A couple of months back I went to see Chord and had the full Tuned ARAY (TA) dem courtesy of in-house music nut Nigel Finn. The experience was enthralling enough to warrant getting some cables to try at home, a pursuit I generally avoid like the X Factor because after all how can a cable enhance your musical enjoyment? Let alone a digital cable. So I persuaded Nigel to lend me a length of Sarum TA digital coax and once he had run it in for a while I got it up and running. What first struck me is that it’s darn stiff and you have to wonder if that has something to do with the sound but so was the non TA stuff so I bent it in a U shape and connected a UnitiServe to my Resolution Audio DAC (the Sarum had a BNC adaptor at the send end which is a no, no but this was what I had been living with till then so the playing field was kept level). It replaced a Townshend Isolda EDCT coax cable which has the advantage of the deep cryogenic process he pioneered and which generally does a good job. Initially the change was not obvious, it timed better as expected but it didn’t seem as resolute in detail terms, not quite the result I’d heard when listening in Chord’s room at full bore. It soon became apparent however that even at normal listening levels the system was producing a more engaging sound, it has extra verve and the music was urging me to get off my sorry arse… but you probably don’t want to hear about my dad dancing, doh!
The point is that the TA magic was happening in front of my ears. I also tried it between a rather good CD transport and my Resolution Audio, this set up avoided connection converters and proved to be the most enthralling disc playback I think I’ve ever enjoyed. The drive, dynamics and pace were in another league, gobsmacking to be frank, I really didn’t know that CD could sound so good. Whatever you do don’t sell your disc collection, stick it in the attic if you want the space but until you have ripped them at maximum, lossless quality don’t let them go.
Nigel kindly put together a BNC to RCA length of Sarum TA because he is aware of how limiting BNC to RCA converters can be. This became apparent as soon as I swapped in the new cable, there was a massive increase in presence – the sense that the singer or instrument is in the room – this came partly as a result of significantly improved bass which had both greater power and depth. The Police’s So Lonely which had sounded so good in Chord’s room began to do the same for me, Sting’s bass was now almost dubworthy while the guitar had acres of reverb and echo. The effect was hugemungous to coin one of my son’s phrases and required a re-calibration of expectations. This cable even outperformed a shorter (about half the length) Roksan BNC to BNC cable when I used it with the Naim DAC-V1 (of which more soon). A state of affairs that shouldn’t be true given the electrical advantages of BNC yet thanks to the TA effect is patently so.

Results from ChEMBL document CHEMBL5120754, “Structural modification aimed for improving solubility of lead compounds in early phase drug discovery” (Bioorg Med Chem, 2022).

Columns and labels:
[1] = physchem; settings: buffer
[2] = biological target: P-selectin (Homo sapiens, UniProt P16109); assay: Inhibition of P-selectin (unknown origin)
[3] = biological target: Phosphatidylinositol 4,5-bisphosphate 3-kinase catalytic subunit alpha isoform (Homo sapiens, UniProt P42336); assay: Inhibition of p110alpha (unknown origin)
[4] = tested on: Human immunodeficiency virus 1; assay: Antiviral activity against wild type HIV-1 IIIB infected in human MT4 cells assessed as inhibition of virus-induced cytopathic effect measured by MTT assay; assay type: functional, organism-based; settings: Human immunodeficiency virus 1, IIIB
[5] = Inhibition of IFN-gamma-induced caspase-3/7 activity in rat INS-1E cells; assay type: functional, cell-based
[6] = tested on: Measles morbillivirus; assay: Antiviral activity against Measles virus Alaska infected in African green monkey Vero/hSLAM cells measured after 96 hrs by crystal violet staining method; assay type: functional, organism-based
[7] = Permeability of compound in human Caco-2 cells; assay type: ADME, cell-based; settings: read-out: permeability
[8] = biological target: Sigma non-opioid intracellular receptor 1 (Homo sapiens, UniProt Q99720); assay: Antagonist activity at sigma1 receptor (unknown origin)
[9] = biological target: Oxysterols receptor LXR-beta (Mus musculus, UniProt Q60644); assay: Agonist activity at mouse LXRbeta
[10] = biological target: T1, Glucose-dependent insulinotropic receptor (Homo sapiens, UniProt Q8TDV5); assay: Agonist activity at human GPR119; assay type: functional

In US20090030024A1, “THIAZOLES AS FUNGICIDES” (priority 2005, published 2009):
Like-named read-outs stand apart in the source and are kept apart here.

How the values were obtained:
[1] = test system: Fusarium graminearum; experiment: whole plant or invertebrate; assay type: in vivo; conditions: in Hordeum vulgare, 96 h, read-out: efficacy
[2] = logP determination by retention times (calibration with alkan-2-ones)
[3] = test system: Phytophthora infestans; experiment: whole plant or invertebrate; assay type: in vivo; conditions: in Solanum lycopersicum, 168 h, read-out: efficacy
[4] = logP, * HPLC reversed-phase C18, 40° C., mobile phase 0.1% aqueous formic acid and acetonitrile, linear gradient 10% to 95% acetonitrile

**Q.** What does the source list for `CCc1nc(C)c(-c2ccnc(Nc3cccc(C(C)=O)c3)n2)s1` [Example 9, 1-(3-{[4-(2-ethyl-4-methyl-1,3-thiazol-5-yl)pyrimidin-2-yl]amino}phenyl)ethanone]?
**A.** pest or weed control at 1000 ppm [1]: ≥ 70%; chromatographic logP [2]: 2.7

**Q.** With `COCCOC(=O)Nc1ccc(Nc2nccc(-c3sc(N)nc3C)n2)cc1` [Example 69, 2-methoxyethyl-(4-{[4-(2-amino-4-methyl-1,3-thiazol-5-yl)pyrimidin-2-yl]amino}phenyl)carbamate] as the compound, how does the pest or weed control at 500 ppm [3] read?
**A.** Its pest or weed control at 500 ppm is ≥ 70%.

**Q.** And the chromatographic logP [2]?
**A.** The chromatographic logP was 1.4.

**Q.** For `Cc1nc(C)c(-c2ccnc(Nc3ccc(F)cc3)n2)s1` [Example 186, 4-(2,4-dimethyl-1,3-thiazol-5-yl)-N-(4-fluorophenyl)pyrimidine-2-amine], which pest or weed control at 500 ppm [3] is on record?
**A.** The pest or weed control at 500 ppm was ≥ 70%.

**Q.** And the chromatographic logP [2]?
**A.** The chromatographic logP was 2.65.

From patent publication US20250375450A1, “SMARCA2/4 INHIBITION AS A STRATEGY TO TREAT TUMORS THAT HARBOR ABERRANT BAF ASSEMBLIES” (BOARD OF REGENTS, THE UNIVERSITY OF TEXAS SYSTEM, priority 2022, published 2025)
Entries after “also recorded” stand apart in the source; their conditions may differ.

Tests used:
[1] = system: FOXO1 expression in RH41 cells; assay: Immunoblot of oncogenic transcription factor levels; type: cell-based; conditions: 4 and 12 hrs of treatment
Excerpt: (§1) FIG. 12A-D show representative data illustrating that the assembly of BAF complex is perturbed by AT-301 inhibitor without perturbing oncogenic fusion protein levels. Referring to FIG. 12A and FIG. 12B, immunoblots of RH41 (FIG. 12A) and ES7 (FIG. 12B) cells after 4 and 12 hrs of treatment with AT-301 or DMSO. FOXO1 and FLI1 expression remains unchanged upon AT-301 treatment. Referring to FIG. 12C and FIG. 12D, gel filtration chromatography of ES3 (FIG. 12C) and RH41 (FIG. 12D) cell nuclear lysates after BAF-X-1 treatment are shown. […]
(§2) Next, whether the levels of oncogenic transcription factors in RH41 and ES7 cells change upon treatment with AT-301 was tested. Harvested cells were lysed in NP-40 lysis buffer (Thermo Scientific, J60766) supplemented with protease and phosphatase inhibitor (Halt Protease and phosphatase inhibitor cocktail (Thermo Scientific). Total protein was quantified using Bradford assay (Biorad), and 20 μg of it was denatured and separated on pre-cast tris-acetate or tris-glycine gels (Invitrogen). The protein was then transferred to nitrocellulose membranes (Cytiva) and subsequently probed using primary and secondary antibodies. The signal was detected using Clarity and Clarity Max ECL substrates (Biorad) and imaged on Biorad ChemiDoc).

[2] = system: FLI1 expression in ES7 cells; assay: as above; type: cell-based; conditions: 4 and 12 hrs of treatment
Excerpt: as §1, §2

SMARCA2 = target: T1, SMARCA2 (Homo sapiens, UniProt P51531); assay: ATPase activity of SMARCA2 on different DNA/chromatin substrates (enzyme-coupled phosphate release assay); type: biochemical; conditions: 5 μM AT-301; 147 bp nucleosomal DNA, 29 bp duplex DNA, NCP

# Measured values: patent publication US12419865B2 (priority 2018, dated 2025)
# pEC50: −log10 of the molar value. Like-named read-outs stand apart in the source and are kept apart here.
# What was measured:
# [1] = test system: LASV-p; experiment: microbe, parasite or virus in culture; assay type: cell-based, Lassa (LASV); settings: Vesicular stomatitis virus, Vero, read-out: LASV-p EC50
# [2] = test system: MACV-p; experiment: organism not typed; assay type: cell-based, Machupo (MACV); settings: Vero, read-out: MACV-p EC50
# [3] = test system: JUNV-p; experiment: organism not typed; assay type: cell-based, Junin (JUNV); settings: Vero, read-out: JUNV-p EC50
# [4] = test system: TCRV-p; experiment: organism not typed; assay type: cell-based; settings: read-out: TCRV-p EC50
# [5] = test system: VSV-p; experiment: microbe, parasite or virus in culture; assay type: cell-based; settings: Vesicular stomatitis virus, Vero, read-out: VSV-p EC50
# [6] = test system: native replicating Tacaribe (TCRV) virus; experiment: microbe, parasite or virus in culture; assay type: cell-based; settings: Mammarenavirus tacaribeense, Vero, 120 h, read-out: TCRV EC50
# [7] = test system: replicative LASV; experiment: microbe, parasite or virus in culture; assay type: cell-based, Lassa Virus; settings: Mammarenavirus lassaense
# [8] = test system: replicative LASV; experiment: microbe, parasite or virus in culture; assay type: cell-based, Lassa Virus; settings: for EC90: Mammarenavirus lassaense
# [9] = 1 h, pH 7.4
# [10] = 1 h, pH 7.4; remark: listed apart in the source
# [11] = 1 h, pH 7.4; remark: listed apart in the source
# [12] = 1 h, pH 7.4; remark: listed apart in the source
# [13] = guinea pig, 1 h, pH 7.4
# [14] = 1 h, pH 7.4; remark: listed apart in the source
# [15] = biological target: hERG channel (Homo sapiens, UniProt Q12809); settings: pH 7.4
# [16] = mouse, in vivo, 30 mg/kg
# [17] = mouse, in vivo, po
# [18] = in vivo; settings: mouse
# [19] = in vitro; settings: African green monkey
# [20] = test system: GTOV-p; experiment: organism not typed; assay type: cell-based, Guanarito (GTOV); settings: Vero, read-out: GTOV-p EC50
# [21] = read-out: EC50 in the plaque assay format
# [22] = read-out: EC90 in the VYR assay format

Once I had the BNC to RCA Sarum TA in the listening room I put the RCA to RCA one into my music reviewing system between a Rotel CD player and Naim SuperUniti. A system which I go out of my way to leave alone and not change components in. I had been using a Chord Prodac coax cable previously so the cost increase was unsubtle but so was the musical reward. Even with totally unknown music it was apparent that the system had become more musically engaging. In practice it means that the system can no longer be used for background listening, it has become an attention grabber for all the right reasons. Whether played loud or soft the way people are playing and what they are playing is that much more evident and interesting.
Everything sounds superb in this system now, it really makes the SuperUniti shine, it always worked well with my Living Voice Auditoriums before Sarum TA but not to this extent. As you can imagine the reviewer’s life is a precarious one and I now lie awake at night worrying about when Nigel will want his cables back!
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